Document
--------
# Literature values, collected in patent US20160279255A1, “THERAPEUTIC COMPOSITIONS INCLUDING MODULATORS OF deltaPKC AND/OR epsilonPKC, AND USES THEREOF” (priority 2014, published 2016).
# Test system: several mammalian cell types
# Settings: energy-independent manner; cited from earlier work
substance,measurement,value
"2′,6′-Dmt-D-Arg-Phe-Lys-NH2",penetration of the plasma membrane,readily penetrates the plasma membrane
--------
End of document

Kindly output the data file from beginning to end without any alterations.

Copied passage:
# Literature values, collected in patent US20160279255A1, “THERAPEUTIC COMPOSITIONS INCLUDING MODULATORS OF deltaPKC AND/OR epsilonPKC, AND USES THEREOF” (priority 2014, published 2016).
# Test system: several mammalian cell types
# Settings: energy-independent manner; cited from earlier work
substance,measurement,value
"2′,6′-Dmt-D-Arg-Phe-Lys-NH2",penetration of the plasma membrane,readily penetrates the plasma membrane